What prompted Supreme Court appointment?

14 May 2013 09:30 pm - 0     - {{hitsCtrl.values.hits}}

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People deserve clarification
By Lal Wijenayake
In the wake of concerns expressed by the Bar Association of Sri Lanka (BASL) and members of the legal profession on the unprecedented transfers of judges and the appointment of a judge of the Court of Appeal to the Supreme Court by the President, bypassing the President of the Court of Appeal to the Supreme Court, the question is posed as to whether the BASL and/or members of the legal profession have a right to express their concerns on such transfers and appointments.

Under Article 114 of the Constitution it is the Judicial Service Commission (JSC) that is vested with the power of appointment, transfer, dismissal and disciplinary control of judicial officers. Under article 107 of the Constitution as amended by the 18th Amendment the Chief Justice, the President of the Court of Appeal and every other judge of the Supreme Court and the Court of Appeal is appointed by the President after considering the observations made the Parliamentary Committee. The Parliamentary Committee does not in practice function and therefore it is the President who makes these appointments.

These powers regarding judges are vested in the JSC and the President on the trust that these powers would be used by the JSC as well as the President for the purpose for which these powers are vested with the authorities and for no other collateral purpose. It is well established as to what is expected from the JSC and the President in the exercise of these powers. It is to uphold the independence of the judiciary. No authority vested with any power under the Constitution can exercise those powers in violation of the basic structure of the Constitution which is, to establish a government based on democratic values.

Two main pillars of such a democratic form of government are the Rule of Law and the Independence of the Judiciary.

Therefore, not only the BASL and/or members of the legal profession but any citizen of the country have a right to question any deviation from the trust reposed on these authorities by the people under the Constitution.Hence the question as to whether the BASL and/or members of the legal profession have a right to question transfers or appointments would depend on the answer to the question whether the authorities have acted in such a way as to infringe on the independence of the judiciary. If they have acted in such a way as to affect the independence of the Judiciary in making such transfers and/or appointments, the BASL and/or the members of the legal profession have a right to express their concerns.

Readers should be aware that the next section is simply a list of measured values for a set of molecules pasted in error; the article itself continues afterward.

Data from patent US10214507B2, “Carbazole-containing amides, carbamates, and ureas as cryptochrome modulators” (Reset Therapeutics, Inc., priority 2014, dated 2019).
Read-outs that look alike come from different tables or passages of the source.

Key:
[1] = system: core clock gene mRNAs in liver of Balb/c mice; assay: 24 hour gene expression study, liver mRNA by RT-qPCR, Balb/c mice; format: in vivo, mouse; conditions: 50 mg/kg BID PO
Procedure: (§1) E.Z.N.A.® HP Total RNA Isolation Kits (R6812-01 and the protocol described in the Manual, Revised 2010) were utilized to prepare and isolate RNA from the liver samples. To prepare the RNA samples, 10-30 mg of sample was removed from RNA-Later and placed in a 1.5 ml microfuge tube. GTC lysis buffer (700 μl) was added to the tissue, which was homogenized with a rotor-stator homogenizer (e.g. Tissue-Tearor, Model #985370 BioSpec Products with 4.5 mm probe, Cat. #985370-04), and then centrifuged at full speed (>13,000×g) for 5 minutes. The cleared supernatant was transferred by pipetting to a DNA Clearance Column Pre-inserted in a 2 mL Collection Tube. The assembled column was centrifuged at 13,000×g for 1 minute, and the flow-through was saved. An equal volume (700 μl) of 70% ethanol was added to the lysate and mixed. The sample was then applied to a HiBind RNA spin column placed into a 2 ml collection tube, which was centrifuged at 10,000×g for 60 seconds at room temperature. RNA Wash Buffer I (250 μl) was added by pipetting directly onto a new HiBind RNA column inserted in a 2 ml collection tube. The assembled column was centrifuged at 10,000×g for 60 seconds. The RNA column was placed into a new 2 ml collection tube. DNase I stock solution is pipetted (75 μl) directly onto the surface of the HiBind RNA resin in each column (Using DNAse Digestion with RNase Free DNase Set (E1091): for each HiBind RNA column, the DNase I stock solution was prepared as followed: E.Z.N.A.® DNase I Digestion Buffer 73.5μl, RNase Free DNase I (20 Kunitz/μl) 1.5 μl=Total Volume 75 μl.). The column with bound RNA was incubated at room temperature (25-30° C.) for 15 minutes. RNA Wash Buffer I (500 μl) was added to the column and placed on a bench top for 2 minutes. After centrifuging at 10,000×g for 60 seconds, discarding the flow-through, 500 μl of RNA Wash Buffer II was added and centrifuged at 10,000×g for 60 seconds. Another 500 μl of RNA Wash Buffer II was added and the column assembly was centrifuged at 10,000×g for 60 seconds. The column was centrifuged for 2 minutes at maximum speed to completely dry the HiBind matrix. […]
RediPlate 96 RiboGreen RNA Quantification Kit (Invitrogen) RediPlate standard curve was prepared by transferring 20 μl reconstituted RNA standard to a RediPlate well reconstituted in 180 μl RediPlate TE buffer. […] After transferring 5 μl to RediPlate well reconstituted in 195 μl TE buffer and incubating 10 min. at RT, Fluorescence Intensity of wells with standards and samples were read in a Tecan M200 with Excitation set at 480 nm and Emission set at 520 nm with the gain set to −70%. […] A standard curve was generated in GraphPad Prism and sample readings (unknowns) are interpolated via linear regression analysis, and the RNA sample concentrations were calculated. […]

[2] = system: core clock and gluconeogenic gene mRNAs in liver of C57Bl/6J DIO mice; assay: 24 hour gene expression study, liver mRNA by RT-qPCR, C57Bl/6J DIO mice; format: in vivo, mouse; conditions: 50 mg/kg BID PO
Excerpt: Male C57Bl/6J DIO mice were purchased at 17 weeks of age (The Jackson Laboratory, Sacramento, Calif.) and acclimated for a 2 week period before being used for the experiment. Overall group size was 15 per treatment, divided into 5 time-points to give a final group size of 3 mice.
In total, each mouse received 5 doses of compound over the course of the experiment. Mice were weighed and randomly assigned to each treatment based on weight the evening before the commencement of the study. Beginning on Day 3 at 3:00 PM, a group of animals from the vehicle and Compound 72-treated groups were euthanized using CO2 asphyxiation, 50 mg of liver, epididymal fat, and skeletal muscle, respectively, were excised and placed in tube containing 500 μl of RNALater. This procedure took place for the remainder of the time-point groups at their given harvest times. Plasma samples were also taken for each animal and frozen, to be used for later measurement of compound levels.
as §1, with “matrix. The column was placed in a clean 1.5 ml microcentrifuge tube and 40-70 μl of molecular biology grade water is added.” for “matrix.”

It is not the person who is appointed to the Supreme Court that matters. The important question is whether it infringes on the independence of the judiciary, or would it be seen as an infringement of the independence of the judiciary. The appointment made to the Supreme Court bypassing the President of the Court of Appeal and deviating from tradition needs an explanation.

The people are entitled to know the reasons for such an action and if it is not forthcoming it would lead to speculations that would cause loss of faith in the administration of justice. This is so, especially as this extraordinary situation has arisen on the heels of the ill-fated impeachment process against the Chief Justice and the actions of the Executive that followed, that has gravely damaged the standing of the judiciary of our country and challenged the concept of separation of powers.
(The writer, a senior lawyer is also the chairman of ‘Standing Committee on Rule of Law’, of the Bar Association of Sri Lanka (BASL).

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